Updated March 3, 2021 - 5:32 pm
Two more wrongful death lawsuits have been filed against the owner of the Alpine Motel Apartments — the site of the deadliest residential fire in Las Vegas history.
The lawsuits were filed Tuesday in Clark County District Court on behalf of the families of Cynthia Mickell and Kerry Baclaan, who died Dec. 21, 2019, in the blaze that killed six people and left 13 more injured and without a home.
“They did not have to die. There was no functioning fire alarm system to alert the residents of the emergency so they could escape,” wrote F. Travis Buchanan, an attorney representing both families. “Making the matter more tragic was the fact that the owner and operator of the Alpine Motel barricaded the rear exit door, preventing the residents from escaping the inferno.”
The 31-page lawsuits describe the Alpine, at 213 N. Ninth St. as unsafe. It has been owned by Adolfo Orozco under Las Vegas Dragon Hotel LLC since 2013. Orozco, his wife, Erika Ayala, and his company are named as defendants in the suits. EDS Electronics, which maintained the fire alarm notification system, as well as Total Safety Inc. and several other security and alarm companies are named in the lawsuits.
Requests for comment from Orozco’s civil attorney, Steven Jaffe, and the other defendants were not returned.
The lawsuits claim that when the fire broke out, one tenant was using a stove for heat. They accuse the Alpine of failing to have a functioning heating system and a sprinkler system to suppress the fire.
Mickell, 61, died after her path was blocked by refrigerators and a vending machine, which reduced the width of the doorway when she tried to escape.
Baclaan, 46, lived alone in Apartment 33, and was reportedly last seen “carrying her suitcase around the building as the motel filled with smoke.”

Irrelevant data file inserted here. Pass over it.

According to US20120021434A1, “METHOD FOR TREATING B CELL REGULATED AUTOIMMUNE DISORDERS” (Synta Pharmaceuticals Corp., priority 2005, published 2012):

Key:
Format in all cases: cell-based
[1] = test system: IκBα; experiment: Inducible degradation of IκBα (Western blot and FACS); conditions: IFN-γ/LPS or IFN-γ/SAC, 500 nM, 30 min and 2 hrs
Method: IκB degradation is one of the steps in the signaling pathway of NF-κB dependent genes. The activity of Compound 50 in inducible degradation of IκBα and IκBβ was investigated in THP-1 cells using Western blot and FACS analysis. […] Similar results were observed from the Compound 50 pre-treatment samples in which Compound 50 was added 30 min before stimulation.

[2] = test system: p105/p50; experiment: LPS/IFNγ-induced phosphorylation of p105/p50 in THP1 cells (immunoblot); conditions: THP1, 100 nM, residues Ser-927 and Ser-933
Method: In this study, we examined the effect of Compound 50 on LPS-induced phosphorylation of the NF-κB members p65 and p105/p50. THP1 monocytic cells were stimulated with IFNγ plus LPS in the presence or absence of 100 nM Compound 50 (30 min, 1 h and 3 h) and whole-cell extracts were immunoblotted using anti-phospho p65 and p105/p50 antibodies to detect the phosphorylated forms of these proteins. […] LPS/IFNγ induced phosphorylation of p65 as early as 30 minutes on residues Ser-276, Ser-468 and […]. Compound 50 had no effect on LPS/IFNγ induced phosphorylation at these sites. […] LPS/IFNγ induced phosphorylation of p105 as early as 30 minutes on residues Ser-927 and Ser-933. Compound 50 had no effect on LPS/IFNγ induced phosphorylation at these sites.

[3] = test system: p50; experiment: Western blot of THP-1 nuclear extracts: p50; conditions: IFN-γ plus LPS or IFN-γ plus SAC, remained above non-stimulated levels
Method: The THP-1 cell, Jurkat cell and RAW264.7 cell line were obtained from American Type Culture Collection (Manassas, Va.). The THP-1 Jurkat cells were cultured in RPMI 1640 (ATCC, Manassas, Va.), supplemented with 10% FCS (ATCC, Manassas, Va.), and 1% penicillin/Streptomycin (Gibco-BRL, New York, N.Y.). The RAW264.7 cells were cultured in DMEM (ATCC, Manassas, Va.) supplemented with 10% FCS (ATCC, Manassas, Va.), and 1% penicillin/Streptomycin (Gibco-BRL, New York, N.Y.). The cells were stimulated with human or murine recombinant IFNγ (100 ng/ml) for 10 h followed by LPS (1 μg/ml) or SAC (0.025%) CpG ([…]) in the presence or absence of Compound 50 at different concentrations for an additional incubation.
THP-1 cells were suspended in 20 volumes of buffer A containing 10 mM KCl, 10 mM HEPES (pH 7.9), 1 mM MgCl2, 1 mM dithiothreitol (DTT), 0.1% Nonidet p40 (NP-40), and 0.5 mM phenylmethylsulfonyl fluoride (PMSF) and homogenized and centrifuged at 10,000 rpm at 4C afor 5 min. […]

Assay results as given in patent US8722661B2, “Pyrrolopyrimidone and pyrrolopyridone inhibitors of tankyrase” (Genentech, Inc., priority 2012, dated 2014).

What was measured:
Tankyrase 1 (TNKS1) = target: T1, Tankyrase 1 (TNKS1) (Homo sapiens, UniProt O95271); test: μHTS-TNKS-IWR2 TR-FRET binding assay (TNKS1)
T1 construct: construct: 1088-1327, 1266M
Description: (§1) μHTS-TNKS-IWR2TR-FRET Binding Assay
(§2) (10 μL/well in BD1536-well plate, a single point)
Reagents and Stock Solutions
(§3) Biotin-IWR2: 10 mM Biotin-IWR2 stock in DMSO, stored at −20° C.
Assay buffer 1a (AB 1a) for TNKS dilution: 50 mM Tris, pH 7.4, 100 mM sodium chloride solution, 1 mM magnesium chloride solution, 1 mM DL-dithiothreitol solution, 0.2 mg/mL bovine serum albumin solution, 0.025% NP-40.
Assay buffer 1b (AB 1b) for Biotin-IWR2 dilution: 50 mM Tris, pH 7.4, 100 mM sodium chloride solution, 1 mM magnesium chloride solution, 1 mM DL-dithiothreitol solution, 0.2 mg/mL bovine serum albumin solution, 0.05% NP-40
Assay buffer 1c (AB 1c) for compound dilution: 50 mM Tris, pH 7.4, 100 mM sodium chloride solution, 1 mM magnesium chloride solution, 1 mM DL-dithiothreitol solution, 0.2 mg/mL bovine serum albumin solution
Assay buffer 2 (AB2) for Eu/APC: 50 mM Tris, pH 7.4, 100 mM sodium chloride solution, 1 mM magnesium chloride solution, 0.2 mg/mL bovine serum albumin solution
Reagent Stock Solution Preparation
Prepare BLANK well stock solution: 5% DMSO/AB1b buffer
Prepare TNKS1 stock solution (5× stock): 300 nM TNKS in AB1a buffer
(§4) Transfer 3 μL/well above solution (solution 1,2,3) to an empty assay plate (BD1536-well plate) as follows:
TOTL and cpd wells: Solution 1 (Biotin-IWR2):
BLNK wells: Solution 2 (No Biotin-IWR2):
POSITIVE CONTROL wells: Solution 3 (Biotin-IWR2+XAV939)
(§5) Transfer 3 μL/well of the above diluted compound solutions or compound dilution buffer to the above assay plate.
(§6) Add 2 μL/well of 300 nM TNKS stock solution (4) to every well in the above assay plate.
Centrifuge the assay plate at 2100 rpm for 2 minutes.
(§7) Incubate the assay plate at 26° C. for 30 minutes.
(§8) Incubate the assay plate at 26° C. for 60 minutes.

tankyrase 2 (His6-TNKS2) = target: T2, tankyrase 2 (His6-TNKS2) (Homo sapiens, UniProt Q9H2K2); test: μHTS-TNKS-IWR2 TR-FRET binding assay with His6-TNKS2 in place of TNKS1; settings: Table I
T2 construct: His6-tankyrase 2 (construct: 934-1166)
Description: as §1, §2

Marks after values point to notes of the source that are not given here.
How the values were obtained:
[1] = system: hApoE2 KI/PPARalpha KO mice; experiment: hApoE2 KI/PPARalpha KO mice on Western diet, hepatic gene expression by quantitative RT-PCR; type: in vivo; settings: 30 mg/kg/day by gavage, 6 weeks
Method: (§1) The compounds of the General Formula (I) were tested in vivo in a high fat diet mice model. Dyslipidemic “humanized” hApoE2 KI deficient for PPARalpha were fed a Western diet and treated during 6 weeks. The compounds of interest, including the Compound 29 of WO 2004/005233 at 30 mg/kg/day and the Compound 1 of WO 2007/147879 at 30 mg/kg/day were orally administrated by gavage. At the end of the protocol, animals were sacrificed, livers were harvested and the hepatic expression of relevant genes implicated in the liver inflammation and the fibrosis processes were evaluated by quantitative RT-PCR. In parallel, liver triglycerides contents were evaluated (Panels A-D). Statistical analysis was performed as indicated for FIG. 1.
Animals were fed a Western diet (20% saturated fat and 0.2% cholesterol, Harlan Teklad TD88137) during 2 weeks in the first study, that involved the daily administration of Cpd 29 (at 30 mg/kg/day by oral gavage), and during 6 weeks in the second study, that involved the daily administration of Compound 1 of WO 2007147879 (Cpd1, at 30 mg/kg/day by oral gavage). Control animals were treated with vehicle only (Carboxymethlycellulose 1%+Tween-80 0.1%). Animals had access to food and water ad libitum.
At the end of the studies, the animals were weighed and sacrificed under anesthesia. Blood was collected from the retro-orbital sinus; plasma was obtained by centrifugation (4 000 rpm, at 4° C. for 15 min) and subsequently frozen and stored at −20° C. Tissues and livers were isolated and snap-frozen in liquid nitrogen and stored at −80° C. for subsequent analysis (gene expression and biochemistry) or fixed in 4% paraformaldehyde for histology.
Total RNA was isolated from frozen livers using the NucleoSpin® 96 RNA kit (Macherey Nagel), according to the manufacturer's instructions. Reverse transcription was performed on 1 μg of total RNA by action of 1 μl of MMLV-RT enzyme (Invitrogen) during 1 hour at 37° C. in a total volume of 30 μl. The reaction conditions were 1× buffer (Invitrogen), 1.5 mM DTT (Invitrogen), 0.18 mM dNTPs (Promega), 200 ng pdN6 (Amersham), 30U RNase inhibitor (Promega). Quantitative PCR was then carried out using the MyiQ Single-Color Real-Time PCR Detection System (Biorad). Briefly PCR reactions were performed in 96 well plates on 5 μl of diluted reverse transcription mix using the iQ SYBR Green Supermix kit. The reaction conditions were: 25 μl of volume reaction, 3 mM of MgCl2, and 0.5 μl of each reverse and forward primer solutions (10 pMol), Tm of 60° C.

Stanley Wickliffe, who also is represented by Buchanan, was severely injured during the fire and will be suffering from those injuries for the rest of his life, according to court documents.
Since the fire, three other wrongful death lawsuits have been filed in District Court. The first was filed Jan. 8, 2020.
The Las Vegas Review-Journal obtained documents from city officials that revealed the Alpine was not inspected by the Las Vegas Fire Department for nearly three years, between April 2013 and March 2016.
The documents also detailed a history of fire code violations at the Alpine dating to 2006. According to the documents, the violations included fire doors not closing properly, security bars in sleeping areas not equipped with an emergency release. and daisy-chaining extension cords and surge protectors.
Orozco and property manager Malinda Mier were charged in July with manslaughter — one count for each of the six victims — and 15 counts of performance of an act or neglect of duty in disregard of safety resulting in substantial bodily harm or death.
A preliminary hearing in the case, which will determine whether it will go to trial, has been ongoing since August.